“Strong female character” is a pretty common phrase nowadays.
I even used to include a tag for it in my book review posts. I mean, we all know (or should know) that sexism is still a problem in our world, and I just wanted to do my part by pointing out the female characters who could help combat the sexism, who could show that women are just as good as men, etc.
But one day I decided to remove the “strong female character” tag from my blog.
Why? Because I stopped and asked myself, what even is a strong female character, and why is it that only certain characters are worthy of this recognition?
It’s a term that’s really doing more harm than good in my opinion, and I have multiple issues with it… so let’s discuss!
What is the Definition of Strong?
Somehow, the current meaning of “strong” seems to have become something along the lines of tough, emotionless, stoic, able and willing to fight, physically strong and skilled, etc.
But to me “strong” has nothing to do with being physically strong or kicking ass. To me it means staying true to yourself and not letting your circumstances turn you cruel, no matter what shit life throws your way. But that’s my personal definition, which means many people might not agree with it. And it’s a very broad definition. If I used that to classify characters as strong, well, most of them would fall within that classification.
So how on earth does one decide who gets to be considered strong? Who gets to make this definition?
The second, more pressing issue with “strong female characters” though, and the part where double standards comes into play, is…
Why is the word female in there?
Why do we never talk about “strong male characters”? Is it just automatically assumed that all male characters are strong simply because they’re men? But women aren’t and therefore have to prove themselves to be like men before they can be considered strong?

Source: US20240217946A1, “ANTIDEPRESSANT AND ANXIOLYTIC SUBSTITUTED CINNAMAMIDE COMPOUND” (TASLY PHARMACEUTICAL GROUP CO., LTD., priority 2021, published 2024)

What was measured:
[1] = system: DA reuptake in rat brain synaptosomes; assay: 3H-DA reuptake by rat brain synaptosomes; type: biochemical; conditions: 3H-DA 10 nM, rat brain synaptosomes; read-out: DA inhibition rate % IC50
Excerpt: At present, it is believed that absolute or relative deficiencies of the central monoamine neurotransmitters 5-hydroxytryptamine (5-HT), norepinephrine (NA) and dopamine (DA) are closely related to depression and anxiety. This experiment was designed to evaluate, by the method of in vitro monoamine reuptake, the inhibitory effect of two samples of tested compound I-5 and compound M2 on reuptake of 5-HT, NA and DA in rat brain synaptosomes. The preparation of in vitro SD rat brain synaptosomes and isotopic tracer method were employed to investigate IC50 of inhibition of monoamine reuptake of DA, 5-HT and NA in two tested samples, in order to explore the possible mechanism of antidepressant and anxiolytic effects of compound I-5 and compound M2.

Or are we just excluding male characters altogether by saying they’re not strong? Or saying that we don’t give a crap if they’re strong or not because they don’t deserve recognition and we should only focus on the women?
Or is it simply based on femininity and masculinity? And so men automatically get considered strong because they’re generally more masculine, and we throw the “strong” label on there to point out the masculine women? But then where does that leave feminine men? Are they still strong because they’re men, or have they been kicked out of the club for being too feminine? And why, exactly, is femininity even considered a weak thing? And what about anyone who’s transgender? Or those who identify as both genders or genderfluid or agender or any other non-binary gender? Should we start including terms such as “strong non-binary character” or “strong feminine male character” or “half-strong character”? When put that way, it does seem rather ridiculous to include a gender in the term at all, at least to me. And it all seems so arbitrary.
So whatever the reasoning behind the label “strong female character,” it seems sexist and harmful to someone.
My Final Thoughts
As I said, I used to use the term myself, so this post isn’t about berating anyone who uses it. The problem is that pointing out “strong female characters” seems like a great, feminist thing to do, but it’s deceptive because I feel it’s actually doing more harm than good by spreading this idea that most women, and possibly all feminine people, are automatically weak.
But strength is about more than kicking ass or being a leader or saving the world. YOU are strong. And so are the people around you. And the characters you read about. Even the most broken and flawed of characters, and people, can be strong. Because everyone is fighting battles, and strength is what keeps us going every day. Strength is about being true to ourselves, standing up for our beliefs, being understanding and kind to others, and doing our best in this ridiculous world, and that’s something anyone can do, regardless of gender.